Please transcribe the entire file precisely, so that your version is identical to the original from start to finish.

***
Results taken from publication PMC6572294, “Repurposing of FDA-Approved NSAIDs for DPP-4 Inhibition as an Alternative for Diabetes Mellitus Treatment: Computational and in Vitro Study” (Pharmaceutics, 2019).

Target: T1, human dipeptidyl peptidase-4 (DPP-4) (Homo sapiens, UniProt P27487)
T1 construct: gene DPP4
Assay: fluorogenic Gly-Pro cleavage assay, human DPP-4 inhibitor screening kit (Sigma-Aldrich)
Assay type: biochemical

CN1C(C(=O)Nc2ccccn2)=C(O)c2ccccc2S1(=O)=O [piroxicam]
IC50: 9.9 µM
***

Results taken from publication PMC6572294, “Repurposing of FDA-Approved NSAIDs for DPP-4 Inhibition as an Alternative for Diabetes Mellitus Treatment: Computational and in Vitro Study” (Pharmaceutics, 2019).

Target: T1, human dipeptidyl peptidase-4 (DPP-4) (Homo sapiens, UniProt P27487)
T1 construct: gene DPP4
Assay: fluorogenic Gly-Pro cleavage assay, human DPP-4 inhibitor screening kit (Sigma-Aldrich)
Assay type: biochemical

CN1C(C(=O)Nc2ccccn2)=C(O)c2ccccc2S1(=O)=O [piroxicam]
IC50: 9.9 µM